This article originally appeared in The Jewish News of Northern California.
(JTA) — Many in the community may know me as Berkeley’s elected city auditor. In that role, I project an image of professionalism, competence, and the confidence that comes with decades of experience and an advanced education. But last week’s murder of eight people in Atlanta, six of whom were Asian-American women — following attacks on Asian Americans in the Bay Area — hit me especially hard. They brought flowing back memories of a lifetime of discrimination because of my race and class, experiences I only started talking about when I ran for office nearly three years ago.
The Atlanta murders cap a year of growing discrimination and violence directed at Asian Americans, spurred in large part by former President Trump and his supporters branding COVID-19 the “China virus.” Hate crimes against Asian Americans have increased nearly 150% in the past year and are significantly underreported. Many who have been silent for so long in the face of years of discrimination are summoning the courage to speak up.
Like many of the Atlanta victims, my parents were working-class immigrants who toiled at a small business for a better life for their children. When I saw the pictures of the women and pictures of the children who lost their mother, I thought, “Those women could have been my mother and those children could have been me.”
I came to the United States at age 6 with my family. We did not have much, and my parents were able to work managing a low-end motel — the kind that rents by the hour as well as the day — thanks to a relative who was already in the United States. My childhood involved living in, cleaning and helping manage a series of motels until my parents were able to scrape together the money to buy one that provided us a more permanent home.
I have clear memories of these early years. I remember my dad being thrown “like a chicken,” according to my mom, through a window by a disgruntled customer, breaking several bones. I remember weekly comments by elementary school classmates making fun of the shape of my eyes, admonitions to “go back to China” and taunts about the “smelly” Chinese food my mom sent me for lunch. In junior high and high school, the comments lessened, but I still faced monthly racial insults.
Through these experiences, I rarely fought back or spoke up. We were immigrants, without proper papers for a time. I lived in fear that something would happen to my parents or our family. Except for the one time in elementary school when I slapped a girl who would not stop picking on my younger sister, I kept my head down. If only I worked hard and did not cause any trouble, things would get better. That was what I was taught by my parents and the Asian immigrant community, and so that is what I thought.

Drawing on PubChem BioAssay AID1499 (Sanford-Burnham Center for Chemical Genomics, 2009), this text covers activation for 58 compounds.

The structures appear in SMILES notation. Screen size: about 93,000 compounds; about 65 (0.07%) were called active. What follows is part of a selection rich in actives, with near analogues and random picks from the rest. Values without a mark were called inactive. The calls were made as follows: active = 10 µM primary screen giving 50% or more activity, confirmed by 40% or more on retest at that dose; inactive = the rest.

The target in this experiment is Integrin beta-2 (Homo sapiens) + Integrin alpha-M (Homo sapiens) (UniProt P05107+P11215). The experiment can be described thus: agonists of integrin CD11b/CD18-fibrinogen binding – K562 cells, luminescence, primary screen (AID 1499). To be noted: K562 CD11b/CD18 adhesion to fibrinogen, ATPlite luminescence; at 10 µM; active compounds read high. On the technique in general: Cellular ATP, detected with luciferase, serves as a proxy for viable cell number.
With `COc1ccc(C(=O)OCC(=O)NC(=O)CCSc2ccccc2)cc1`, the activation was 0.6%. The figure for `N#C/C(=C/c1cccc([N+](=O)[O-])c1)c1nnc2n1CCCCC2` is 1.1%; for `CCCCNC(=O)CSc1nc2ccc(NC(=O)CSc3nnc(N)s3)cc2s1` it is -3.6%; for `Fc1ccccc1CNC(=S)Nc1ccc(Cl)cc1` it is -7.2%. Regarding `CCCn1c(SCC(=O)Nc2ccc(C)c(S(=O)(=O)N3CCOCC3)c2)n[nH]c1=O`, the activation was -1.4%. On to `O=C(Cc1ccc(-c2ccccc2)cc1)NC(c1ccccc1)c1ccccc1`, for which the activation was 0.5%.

And in many ways they did. I graduated from college, obtained a graduate degree and embarked on a career as an auditor at the federal Government Accountability Office. While I still continued to face discrimination from time to time — such as when I went to Los Alamos to conduct an audit and the officials demanded to see my passport, but not my white colleague’s, to prove I was a citizen — life improved.
I was able to establish the life my parents dreamed for me. I married, have two high school-age kids and do not face the economic challenges my parents did. But the memories of the discrimination I faced, and continue to face from time to time, never went away.
My experience with racism and discrimination is not unique. In fact, it is quite common, yet seldom talked about. Many Asian Americans carry a lifetime of memories, or even generations of trauma, yet our stories are seldom centered. Living in a culture that does not encourage talking about discrimination only perpetuates it and allows racism and hate to continue.
One of the things that attracted me to Judaism and that I love about our religion is how it centers studying, remembering and celebrating the story of our oppression and collective liberation during the holiday of Pesach. As Jews, we tell and retell how we were slaves, the challenges we faced and how we ultimately obtained freedom. Several other of our holidays recount historical oppression, liberation or both. Through telling these stories, we are able to move toward collective healing and guard against current and future harm.
In the past several years, I have been honored to stand with my Jewish community against discrimination toward immigrants, in support of Black lives and against anti-Semitism. These have been powerful moments of communal pursuit of justice.
I have been so appreciative of the many non-Asian Jewish friends and community members who have reached out to me asking what they can do to support Asian Americans. While there must be support for a strong political and legal response, including a commitment to combat structural racism, my personal message is simple: Stand with us against anti-Asian racism, help create space for Asian Americans to share our stories and elevate them when we do. Through the continued sharing and understanding of the Asian-American experience, we can work to process our collective trauma, combat the hate and move in solidarity toward a more compassionate and equitable world.